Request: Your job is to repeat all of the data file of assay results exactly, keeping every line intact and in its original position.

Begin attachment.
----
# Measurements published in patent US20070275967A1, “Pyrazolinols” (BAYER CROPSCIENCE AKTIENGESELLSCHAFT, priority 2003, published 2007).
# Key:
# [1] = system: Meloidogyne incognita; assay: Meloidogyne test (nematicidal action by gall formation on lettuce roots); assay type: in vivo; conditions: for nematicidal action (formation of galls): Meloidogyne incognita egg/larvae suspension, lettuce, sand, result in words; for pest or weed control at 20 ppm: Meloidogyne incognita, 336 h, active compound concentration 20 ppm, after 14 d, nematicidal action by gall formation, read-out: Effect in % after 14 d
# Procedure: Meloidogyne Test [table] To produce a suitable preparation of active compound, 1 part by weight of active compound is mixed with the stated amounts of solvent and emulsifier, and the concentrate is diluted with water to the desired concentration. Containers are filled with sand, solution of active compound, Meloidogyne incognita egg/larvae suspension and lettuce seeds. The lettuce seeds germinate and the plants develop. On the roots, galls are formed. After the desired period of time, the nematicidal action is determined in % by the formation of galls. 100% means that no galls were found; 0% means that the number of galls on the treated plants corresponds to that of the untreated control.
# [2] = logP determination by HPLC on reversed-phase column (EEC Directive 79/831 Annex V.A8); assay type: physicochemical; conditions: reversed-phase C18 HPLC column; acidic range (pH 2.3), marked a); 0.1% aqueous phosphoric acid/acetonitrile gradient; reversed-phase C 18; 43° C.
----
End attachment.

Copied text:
# Measurements published in patent US20070275967A1, “Pyrazolinols” (BAYER CROPSCIENCE AKTIENGESELLSCHAFT, priority 2003, published 2007).
# Key:
# [1] = system: Meloidogyne incognita; assay: Meloidogyne test (nematicidal action by gall formation on lettuce roots); assay type: in vivo; conditions: for nematicidal action (formation of galls): Meloidogyne incognita egg/larvae suspension, lettuce, sand, result in words; for pest or weed control at 20 ppm: Meloidogyne incognita, 336 h, active compound concentration 20 ppm, after 14 d, nematicidal action by gall formation, read-out: Effect in % after 14 d
# Procedure: Meloidogyne Test [table] To produce a suitable preparation of active compound, 1 part by weight of active compound is mixed with the stated amounts of solvent and emulsifier, and the concentrate is diluted with water to the desired concentration. Containers are filled with sand, solution of active compound, Meloidogyne incognita egg/larvae suspension and lettuce seeds. The lettuce seeds germinate and the plants develop. On the roots, galls are formed. After the desired period of time, the nematicidal action is determined in % by the formation of galls. 100% means that no galls were found; 0% means that the number of galls on the treated plants corresponds to that of the untreated control.
# [2] = logP determination by HPLC on reversed-phase column (EEC Directive 79/831 Annex V.A8); assay type: physicochemical; conditions: reversed-phase C18 HPLC column; acidic range (pH 2.3), marked a); 0.1% aqueous phosphoric acid/acetonitrile gradient; reversed-phase C 18; 43° C.